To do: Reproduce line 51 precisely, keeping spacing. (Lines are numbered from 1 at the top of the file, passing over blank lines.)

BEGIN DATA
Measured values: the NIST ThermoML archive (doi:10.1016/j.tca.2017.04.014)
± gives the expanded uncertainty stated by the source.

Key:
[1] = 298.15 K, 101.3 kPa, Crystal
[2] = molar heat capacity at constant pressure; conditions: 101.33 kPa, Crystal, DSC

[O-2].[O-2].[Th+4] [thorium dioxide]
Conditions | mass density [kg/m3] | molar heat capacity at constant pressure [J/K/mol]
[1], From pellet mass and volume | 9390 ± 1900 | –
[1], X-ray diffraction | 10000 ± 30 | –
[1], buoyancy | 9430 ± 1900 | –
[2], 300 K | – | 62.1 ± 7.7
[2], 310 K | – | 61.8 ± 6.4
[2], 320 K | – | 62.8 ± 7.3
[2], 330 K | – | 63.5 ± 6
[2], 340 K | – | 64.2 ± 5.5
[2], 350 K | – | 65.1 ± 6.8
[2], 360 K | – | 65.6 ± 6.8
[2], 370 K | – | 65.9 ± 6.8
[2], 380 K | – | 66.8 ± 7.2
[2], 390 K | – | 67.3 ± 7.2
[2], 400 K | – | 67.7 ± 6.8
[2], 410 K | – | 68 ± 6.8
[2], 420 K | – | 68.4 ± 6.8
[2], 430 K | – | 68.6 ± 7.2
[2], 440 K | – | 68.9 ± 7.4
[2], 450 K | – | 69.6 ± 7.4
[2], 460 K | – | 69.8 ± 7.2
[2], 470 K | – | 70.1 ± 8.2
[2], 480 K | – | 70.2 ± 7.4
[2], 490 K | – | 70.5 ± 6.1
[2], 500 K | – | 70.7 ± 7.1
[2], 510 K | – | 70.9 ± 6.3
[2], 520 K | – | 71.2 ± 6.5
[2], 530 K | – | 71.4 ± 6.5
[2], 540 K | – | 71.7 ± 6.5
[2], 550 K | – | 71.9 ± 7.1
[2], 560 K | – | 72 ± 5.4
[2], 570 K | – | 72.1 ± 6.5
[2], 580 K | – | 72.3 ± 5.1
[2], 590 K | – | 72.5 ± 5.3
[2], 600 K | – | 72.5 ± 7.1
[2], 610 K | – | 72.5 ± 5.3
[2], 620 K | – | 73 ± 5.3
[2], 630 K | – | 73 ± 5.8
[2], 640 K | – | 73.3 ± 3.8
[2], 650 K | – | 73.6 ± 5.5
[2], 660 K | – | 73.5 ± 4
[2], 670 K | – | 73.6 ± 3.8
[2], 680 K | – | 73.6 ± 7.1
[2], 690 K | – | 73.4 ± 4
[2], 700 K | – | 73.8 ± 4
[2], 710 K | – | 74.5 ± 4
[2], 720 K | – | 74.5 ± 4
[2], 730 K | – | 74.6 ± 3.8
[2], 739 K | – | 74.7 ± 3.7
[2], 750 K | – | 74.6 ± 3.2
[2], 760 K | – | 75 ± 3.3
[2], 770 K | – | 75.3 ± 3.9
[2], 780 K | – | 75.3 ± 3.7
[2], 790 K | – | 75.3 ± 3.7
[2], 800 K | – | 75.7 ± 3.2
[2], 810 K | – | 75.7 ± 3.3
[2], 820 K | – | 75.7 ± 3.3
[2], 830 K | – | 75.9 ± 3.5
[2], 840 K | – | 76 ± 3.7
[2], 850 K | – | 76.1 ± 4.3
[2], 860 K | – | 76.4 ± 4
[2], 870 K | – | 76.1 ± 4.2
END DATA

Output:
[2], 700 K | – | 73.8 ± 4